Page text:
Speculating About The Future Of The Telecommunications Industry In Singapore

Recent events happening in the telecommunications industry in some parts of the world made me ponder its future.

In Singapore, a fourth telco could soon enter the market, adding more competition into the industry. According to data from the Singapore government, Singapore’s mobile penetration rate is already 149% as of April 2016.

Meanwhile, in the USA, we might possibly see one of the largest deals in the telecommunications and media industries happen after AT&T announced an US$85 billion bid to purchase Time Warner.

I think the two events tell us something about the future of the telecommunications industry.

A blurring of lines

The line between a telecommunications and a media company is already blurring in Singapore. Starhub Ltd (SGX: CC3), Singapore’s second largest telco, had recently invested in film production company mm2 Asia Ltd (SGX: 1B0). Singapore’s largest telco, Singapore Telecommunications Limited (SGX: Z74), has an online video streaming service called HOOQ that was launched together with some of the largest media companies in the world.

The telecommunications and media industries in Singapore may see even more overlap in the future.

A case for a monopoly or duopoly

In the world of capitalism, the free market is the best model to follow. In theory, having many companies fighting for the same pie ensures that consumers get the best services or goods at the cheapest price. So, adding in a fourth telco into the Singapore market should help Singapore consumers, right?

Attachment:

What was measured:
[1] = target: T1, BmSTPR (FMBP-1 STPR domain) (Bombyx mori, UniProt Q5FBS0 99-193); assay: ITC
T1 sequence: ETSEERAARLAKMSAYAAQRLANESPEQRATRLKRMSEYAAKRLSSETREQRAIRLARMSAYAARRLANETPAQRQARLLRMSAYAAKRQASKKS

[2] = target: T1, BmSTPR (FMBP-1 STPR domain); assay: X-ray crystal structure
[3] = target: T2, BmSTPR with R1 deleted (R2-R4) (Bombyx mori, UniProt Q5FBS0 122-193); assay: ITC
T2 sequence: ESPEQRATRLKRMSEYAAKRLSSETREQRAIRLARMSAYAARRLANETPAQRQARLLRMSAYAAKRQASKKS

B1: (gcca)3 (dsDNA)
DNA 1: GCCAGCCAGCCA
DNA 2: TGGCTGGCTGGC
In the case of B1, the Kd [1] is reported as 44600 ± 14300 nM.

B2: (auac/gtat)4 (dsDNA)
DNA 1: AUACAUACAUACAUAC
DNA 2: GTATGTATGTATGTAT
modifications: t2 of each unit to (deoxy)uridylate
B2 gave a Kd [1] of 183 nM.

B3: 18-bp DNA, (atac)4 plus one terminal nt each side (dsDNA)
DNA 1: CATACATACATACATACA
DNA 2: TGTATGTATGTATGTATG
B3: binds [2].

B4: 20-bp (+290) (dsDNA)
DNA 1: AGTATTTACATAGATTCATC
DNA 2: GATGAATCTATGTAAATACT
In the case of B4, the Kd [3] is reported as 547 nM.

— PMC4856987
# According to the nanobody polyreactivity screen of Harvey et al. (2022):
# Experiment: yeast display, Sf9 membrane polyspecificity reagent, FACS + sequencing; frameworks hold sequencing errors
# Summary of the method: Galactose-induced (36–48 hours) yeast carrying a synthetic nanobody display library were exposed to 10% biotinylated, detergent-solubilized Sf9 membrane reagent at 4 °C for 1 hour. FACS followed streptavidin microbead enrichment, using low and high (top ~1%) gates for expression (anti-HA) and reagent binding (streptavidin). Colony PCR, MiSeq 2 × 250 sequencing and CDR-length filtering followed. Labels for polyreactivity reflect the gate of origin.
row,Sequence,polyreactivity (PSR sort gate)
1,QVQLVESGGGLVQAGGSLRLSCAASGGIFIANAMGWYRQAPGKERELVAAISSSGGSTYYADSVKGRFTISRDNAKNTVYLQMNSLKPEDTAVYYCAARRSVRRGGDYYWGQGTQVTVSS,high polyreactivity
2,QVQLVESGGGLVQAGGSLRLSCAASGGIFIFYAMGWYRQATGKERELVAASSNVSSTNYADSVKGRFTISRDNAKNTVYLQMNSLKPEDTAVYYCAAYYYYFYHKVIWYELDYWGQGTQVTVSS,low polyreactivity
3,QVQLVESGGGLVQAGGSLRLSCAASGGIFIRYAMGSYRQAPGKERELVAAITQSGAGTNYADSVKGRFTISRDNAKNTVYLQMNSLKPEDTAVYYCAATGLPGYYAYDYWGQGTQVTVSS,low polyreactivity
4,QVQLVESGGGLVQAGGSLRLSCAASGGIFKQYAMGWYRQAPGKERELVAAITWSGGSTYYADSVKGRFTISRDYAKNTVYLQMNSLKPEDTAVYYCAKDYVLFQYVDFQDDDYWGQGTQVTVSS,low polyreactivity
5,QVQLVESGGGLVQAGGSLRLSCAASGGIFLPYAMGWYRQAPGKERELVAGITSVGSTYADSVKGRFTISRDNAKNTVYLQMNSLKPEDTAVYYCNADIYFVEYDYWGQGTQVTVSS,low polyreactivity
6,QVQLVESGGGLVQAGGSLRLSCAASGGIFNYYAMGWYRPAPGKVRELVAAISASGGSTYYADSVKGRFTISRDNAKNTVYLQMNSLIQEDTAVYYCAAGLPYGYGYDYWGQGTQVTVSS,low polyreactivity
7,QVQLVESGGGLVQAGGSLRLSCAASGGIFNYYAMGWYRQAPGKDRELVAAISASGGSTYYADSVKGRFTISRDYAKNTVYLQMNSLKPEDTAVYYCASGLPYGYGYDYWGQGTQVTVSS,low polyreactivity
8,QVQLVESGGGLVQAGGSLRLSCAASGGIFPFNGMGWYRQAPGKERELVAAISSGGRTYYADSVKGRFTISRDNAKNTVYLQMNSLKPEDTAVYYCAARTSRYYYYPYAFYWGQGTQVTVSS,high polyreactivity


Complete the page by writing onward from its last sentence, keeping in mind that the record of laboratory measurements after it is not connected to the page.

But, some industries have shown that a monopoly or duopoly actually results in a better outcome. These industries include utilities, telecommunications, and even media.

In most countries, there are only a handful of power & water companies, telcos, and media production outfits. Moreover, experimentation in the past on liberalizing these industries have brought more harm to consumers than good.

For instance, the liberalization of the power industry in the state of California in the US led to companies such as the fradulent Enron essentially gaming the whole system by controlling supply and jacking up prices for consumers.

Open questions on the future

We now have two countries moving in two different directions. Singapore is attempting liberalization while the USA is seeing consolidation happening. Given that the US market is more mature than Singapore’s, does it provide a glimpse of what the future holds for the telco and media industries in Singapore?

Will the addition of a forth telco in Singapore led to more competition in the market or consolidation in the future? Will M1 Ltd (SGX: B2F) be merged with either one of its two large peers to ensure its future survival?

Or would even StarHub consider putting itself up for sale given its “soft restriction” to operate only in Singapore while its major shareholder, ST Telemedia, actively invests in the telecommunications and media space overseas?

Or, would Singapore allow foreign investors to take control over a major telco such as Singtel? If the AT&T-Time Warner deal teaches us anything, it is that no company is too big to be merged.

So what is the future of the telecommunications and media space in Singapore? That is anyone’s guess.

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The information provided is for general information purposes only and is not intended to be personalised investment or financial advice. Motley Fool Singapore writer Stanley Lim does not own shares in any of the companies mentioned above.